What is DevOps? A beginner’s guide to DevOps


If you’ve just stepped into the field of software development, and are starting to explore different programming techniques, you must have come across a lot of terms and phrases. Of them is a trending development methodology called “DevOps”. What is DevOps, exactly? How does it help programmers, and is it a skill worth learning? In our article, we will break it all down for you.

What is DevOps?

DevOps is not a technology but a methodology or software development approach with which superior quality software can be developed quickly. DevOps is an extension of Agile Methodology that unites the often-separate functions of software development and operations into a single, integrated, and continuous process. It leverages people, processes, and technology to stimulate innovation across the entire software development and release process. Development and Operation must act and feel like they are a single team. DevOps helps increase an organization’s speed to deliver applications and services. It also allows organizations to serve their customers better and compete more strongly in the market.

Components of DevOps

There are four components of DevOps which include:

  • Continuous Integration
  • Continuous Delivery
  • Continuous Testing
  • Continuous Monitoring

1. Continuous Integration:

It refers to a practice that includes regular integration of code changes to a source code. This practice prioritizes committing small code changes frequently rather than occasional big changes.

Every team member pushes code to a common build server that performs an automated build. It helps detect issues early in the process. It also ensures that all integrated modules function as expected. This means the QA team has to work on minor bugs on an ongoing basis rather than deal with a cluster of code failures in one go.

2. Continuous Delivery:

It pushes the code built in this stage into production. This process also includes filtering the code through various stages like QA, Staging, and Production.

This process is automated and is generated by every code built. The new code is automatically tested, verified, and released into production. Obviously, this results in quicker time to market, less risk, and reduced costs due to more automation. Furthermore, it helps in getting quicker feedback from end-users on a finished product.

3. Continuous Testing:

DevOps doesn’t work without continuous testing. A number of tests need to be conducted for proper validation of code and integrating it with the existing codebase. It is compulsory to ensure that the software works according to requirements and is not interrupted by bugs or irregularities.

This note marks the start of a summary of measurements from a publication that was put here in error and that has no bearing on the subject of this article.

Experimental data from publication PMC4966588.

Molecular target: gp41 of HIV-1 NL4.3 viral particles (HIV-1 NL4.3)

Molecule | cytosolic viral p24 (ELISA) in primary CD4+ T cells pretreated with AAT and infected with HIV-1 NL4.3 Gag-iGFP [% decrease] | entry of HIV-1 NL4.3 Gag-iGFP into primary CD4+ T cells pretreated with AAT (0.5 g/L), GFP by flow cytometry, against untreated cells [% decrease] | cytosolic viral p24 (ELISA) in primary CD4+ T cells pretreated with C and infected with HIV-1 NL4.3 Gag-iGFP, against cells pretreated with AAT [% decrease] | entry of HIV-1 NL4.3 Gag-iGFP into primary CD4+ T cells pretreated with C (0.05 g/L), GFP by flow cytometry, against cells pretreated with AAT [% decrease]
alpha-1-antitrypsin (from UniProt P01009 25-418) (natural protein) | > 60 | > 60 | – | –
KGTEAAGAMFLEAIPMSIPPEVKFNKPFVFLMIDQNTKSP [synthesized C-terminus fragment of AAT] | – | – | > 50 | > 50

When automated tests confirm that the code works without errors, the code is moved to QA for the next round of verification and approval. In the QA environment, functional tests are executed, after which the code is pushed to the staging environment. More tests are run and if the code passes, it is released to the production servers. The code needs to be tested on every step, and the process of testing needs to be automated before it can go to manual testers.

4. Continuous Monitoring:

While code is being deployed via the CI/CD pipeline to the production environment, the operations team will constantly monitor the environment to ensure positive levels of uptime, stability, and availability. This is known as Continuous Monitoring.

Operations teams will use their own software to monitor deployed applications for bugs and issues. This is best done when Operation works with the Development team to build tools that can best monitor and analyze such issues.

Why is DevOps needed?

DevOps provides the following advantages to development and testing teams:

  • Lowers failure rate of new software releases
  • Improves mean time to recovery
  • Increases speed and quality of software
  • Provides greater control over the production environment to developers
  • Improves the frequency of deployment
  • Achieves faster time to market


DevOps is a popular methodology that aims to connect developers and operators into a cohesive unit. It’s uniquely differentiated from traditional IT operations and complements (but is not the same as) agile.

When you implement it, it may take some effort. The results speak for themselves. In a world where release cycles and deadlines keep getting shorter, DevOps saves time, conserves human effort, and guarantees high product quality.



John is a senior web developer and instructor for SG-educate. He also writes and edits a variety of web-related articles. He has unique specialities in Search Engine Optimization (SEO), Off-Page SEO, Keyword Research, HTML, CSS, JavaScript, Php, Digital Marketing, and Search Engine Marketing (SEM).

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